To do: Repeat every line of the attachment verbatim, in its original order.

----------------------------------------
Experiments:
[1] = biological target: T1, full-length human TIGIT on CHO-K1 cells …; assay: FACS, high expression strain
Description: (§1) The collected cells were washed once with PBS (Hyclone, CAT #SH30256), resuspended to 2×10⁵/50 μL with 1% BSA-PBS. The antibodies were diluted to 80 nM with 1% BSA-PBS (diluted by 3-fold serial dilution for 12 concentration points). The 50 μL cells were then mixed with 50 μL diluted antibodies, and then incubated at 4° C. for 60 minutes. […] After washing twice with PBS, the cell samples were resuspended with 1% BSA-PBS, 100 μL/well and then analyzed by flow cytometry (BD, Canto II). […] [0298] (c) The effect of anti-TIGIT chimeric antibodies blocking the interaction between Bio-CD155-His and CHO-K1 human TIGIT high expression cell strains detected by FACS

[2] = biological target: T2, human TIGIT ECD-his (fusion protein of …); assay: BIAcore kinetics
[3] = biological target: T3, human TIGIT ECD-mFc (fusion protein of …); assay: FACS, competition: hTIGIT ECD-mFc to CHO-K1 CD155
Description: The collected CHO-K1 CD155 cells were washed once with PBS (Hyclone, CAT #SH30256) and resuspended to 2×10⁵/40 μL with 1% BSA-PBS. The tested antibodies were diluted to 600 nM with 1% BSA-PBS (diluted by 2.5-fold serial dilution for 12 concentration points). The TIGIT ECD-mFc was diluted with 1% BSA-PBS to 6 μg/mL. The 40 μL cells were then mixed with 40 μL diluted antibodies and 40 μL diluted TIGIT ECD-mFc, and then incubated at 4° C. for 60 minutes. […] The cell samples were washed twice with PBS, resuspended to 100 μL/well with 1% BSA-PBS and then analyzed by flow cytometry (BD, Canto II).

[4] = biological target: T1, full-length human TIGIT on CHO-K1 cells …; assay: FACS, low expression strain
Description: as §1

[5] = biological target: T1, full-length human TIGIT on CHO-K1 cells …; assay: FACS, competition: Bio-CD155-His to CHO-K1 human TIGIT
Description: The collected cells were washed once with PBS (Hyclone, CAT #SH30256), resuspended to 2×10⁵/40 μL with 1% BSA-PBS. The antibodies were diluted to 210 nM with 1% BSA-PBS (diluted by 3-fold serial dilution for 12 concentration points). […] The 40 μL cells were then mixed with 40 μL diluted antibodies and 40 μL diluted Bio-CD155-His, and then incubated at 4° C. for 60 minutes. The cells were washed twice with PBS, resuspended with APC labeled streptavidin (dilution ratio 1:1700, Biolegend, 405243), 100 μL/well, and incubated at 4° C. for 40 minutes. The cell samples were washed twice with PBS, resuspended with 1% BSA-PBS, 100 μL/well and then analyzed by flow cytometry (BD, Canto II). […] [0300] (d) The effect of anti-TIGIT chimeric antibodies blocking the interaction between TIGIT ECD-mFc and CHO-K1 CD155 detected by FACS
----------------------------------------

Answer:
Experiments:
[1] = biological target: T1, full-length human TIGIT on CHO-K1 cells …; assay: FACS, high expression strain
Description: (§1) The collected cells were washed once with PBS (Hyclone, CAT #SH30256), resuspended to 2×10⁵/50 μL with 1% BSA-PBS. The antibodies were diluted to 80 nM with 1% BSA-PBS (diluted by 3-fold serial dilution for 12 concentration points). The 50 μL cells were then mixed with 50 μL diluted antibodies, and then incubated at 4° C. for 60 minutes. […] After washing twice with PBS, the cell samples were resuspended with 1% BSA-PBS, 100 μL/well and then analyzed by flow cytometry (BD, Canto II). […] [0298] (c) The effect of anti-TIGIT chimeric antibodies blocking the interaction between Bio-CD155-His and CHO-K1 human TIGIT high expression cell strains detected by FACS

[2] = biological target: T2, human TIGIT ECD-his (fusion protein of …); assay: BIAcore kinetics
[3] = biological target: T3, human TIGIT ECD-mFc (fusion protein of …); assay: FACS, competition: hTIGIT ECD-mFc to CHO-K1 CD155
Description: The collected CHO-K1 CD155 cells were washed once with PBS (Hyclone, CAT #SH30256) and resuspended to 2×10⁵/40 μL with 1% BSA-PBS. The tested antibodies were diluted to 600 nM with 1% BSA-PBS (diluted by 2.5-fold serial dilution for 12 concentration points). The TIGIT ECD-mFc was diluted with 1% BSA-PBS to 6 μg/mL. The 40 μL cells were then mixed with 40 μL diluted antibodies and 40 μL diluted TIGIT ECD-mFc, and then incubated at 4° C. for 60 minutes. […] The cell samples were washed twice with PBS, resuspended to 100 μL/well with 1% BSA-PBS and then analyzed by flow cytometry (BD, Canto II).

[4] = biological target: T1, full-length human TIGIT on CHO-K1 cells …; assay: FACS, low expression strain
Description: as §1

[5] = biological target: T1, full-length human TIGIT on CHO-K1 cells …; assay: FACS, competition: Bio-CD155-His to CHO-K1 human TIGIT
Description: The collected cells were washed once with PBS (Hyclone, CAT #SH30256), resuspended to 2×10⁵/40 μL with 1% BSA-PBS. The antibodies were diluted to 210 nM with 1% BSA-PBS (diluted by 3-fold serial dilution for 12 concentration points). […] The 40 μL cells were then mixed with 40 μL diluted antibodies and 40 μL diluted Bio-CD155-His, and then incubated at 4° C. for 60 minutes. The cells were washed twice with PBS, resuspended with APC labeled streptavidin (dilution ratio 1:1700, Biolegend, 405243), 100 μL/well, and incubated at 4° C. for 40 minutes. The cell samples were washed twice with PBS, resuspended with 1% BSA-PBS, 100 μL/well and then analyzed by flow cytometry (BD, Canto II). […] [0300] (d) The effect of anti-TIGIT chimeric antibodies blocking the interaction between TIGIT ECD-mFc and CHO-K1 CD155 detected by FACS